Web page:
The police were intent on driving all shows of union protest off the streets and major street fighting between pickets and police broke out, resulting in two pickets being murdered by police and over 200 badly injured. Another two were to die later. Larkin was rearrested. By the end of September 400 other bosses had swung behind Murphy; around 25,000 workers were locked out.
Irish Citizen Army
By November the ITGWU – with Larkin arrested now under the leadership of James Connolly – organised the Irish Citizen Army. This was launched on Larkin’s release, which had been secured by a massively popular campaign against the backdrop of police brutality and the bosses’ refusal to negotiate. This union militia was to play a major part in the Easter Rising of 1916 against British rule. For now its role was defending workers from the armed police and scabs.
The lockout came at a time when Ireland was promised Home Rule, a limited form of autonomy within the Empire. The formation and arming of the Ulster Volunteer Force was designed to stop this. In response the nationalist Irish Volunteers were formed with the support of the Irish Home Rule Party and the secretive Irish Republican Brotherhood. The former detested Larkinism, while the latter refused to take sides. The ITGWU and ICA were not even invited to the launch of the Irish Volunteers.
All the forces of middle class Catholic Ireland, with their limited Home Rule agenda, supported Murphy. The Catholic Church whipped up a hysterical campaign against workers’ families, sending their kids over to trade unionist supporters in Britain for fear of “abandoning their faith”.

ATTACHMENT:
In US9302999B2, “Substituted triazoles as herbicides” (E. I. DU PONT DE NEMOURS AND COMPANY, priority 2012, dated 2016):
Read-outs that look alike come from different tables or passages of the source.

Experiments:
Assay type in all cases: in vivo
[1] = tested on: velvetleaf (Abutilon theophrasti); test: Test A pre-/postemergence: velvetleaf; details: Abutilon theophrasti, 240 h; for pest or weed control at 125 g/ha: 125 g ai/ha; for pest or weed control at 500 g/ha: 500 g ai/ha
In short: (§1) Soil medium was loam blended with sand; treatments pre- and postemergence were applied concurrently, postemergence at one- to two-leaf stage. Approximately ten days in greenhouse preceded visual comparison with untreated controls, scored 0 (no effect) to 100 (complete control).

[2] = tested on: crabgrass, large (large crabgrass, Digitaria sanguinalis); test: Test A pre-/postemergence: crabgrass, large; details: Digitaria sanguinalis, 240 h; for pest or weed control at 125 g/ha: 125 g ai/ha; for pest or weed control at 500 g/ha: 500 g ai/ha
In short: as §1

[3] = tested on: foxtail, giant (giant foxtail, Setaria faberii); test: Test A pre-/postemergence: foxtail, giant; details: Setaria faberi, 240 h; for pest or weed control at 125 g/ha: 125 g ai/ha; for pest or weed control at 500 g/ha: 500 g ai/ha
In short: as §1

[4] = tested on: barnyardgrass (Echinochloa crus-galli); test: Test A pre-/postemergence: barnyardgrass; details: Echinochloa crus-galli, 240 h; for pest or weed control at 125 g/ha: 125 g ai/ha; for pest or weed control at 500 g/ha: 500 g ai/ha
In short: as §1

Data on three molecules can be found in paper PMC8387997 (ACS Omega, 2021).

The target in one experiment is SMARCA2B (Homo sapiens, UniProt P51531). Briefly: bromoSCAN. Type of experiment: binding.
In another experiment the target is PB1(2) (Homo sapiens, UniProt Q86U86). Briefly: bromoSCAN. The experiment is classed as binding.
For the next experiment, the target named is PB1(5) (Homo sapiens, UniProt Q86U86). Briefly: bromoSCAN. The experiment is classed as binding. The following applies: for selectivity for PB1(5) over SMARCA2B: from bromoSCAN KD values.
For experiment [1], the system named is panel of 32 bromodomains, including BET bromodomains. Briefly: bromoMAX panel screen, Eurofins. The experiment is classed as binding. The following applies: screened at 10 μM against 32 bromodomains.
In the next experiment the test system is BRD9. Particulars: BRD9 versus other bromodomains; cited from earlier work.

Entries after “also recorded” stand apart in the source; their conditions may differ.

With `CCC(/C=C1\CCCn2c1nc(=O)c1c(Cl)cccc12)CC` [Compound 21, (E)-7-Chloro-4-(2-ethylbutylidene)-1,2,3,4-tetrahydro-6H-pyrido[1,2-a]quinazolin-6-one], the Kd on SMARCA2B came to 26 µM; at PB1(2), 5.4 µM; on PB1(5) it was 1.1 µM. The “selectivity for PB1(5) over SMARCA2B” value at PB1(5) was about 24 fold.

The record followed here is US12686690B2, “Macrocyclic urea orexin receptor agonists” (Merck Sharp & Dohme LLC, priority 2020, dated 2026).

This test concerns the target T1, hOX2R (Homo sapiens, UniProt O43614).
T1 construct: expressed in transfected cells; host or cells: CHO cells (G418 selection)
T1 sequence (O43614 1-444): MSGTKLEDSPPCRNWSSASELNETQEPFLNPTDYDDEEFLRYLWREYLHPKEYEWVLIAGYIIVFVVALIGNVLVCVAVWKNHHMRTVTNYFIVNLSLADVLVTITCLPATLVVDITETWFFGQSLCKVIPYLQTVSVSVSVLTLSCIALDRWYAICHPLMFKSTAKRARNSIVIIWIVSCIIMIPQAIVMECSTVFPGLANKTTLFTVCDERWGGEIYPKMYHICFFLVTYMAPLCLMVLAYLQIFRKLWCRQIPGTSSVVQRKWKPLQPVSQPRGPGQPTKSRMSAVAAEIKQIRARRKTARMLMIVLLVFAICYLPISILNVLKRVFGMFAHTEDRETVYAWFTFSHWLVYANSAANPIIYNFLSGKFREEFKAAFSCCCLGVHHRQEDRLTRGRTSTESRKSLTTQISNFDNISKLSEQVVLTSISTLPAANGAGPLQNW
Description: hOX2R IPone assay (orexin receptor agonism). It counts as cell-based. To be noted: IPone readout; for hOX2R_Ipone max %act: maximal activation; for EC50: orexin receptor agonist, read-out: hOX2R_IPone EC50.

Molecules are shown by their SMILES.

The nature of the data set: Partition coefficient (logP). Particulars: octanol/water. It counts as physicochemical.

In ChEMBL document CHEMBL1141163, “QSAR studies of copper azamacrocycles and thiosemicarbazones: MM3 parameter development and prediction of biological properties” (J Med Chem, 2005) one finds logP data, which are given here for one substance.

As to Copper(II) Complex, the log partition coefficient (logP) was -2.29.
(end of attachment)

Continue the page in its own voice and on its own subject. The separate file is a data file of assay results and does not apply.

Arthur Griffith’s Sinn Fein attacked Larkin as an imported English evil. The nationalist and republican groups saw only the need for an all-class movement to secure Home Rule or independence. James Connolly saw through this when he declared, “Only the Irish working class remain as the incorruptible inheritors of the fight for freedom in Ireland.”
The lockout continued until mid-January 1914. Despite sympathetic strikes by rank and file rail workers in Britain, plus Larkin’s popular ‘Fiery Cross Crusade’ speaking tour, the TUC refused to deliver any solidarity action apart from financial aid.
This pressure from below undoubtedly lay behind the unprecedented call by the TUC for an emergency conference to discuss the lockout. Unfortunately the TUC leaders made sure this was not a rank and file delegate conference but one stuffed with full-time officials and one which delivered no action but plenty of criticism of Larkin’s conduct.
The lack of official solidarity action was crucial in undermining the Dublin workers. Their defeat was assured after this TUC betrayal, backed by a spineless Labour Party. As defeat loomed, the ITGWU ordered a return to work, with many now blacklisted or at best getting their jobs back on humiliating terms.
The limits of syndicalism
Larkin and Connolly were both shaped by the syndicalist movement that swept across France, USA, Britain and Ireland before the First World War. Syndicalism in its various guises stressed the role of economic action in abolishing capitalism. “One Big Union” was the mechanism that would usher in socialism. Militant syndicalism at its most positive gave us the sympathy strike, the picket line and occupation right up to the general strike and workers’ defence guards.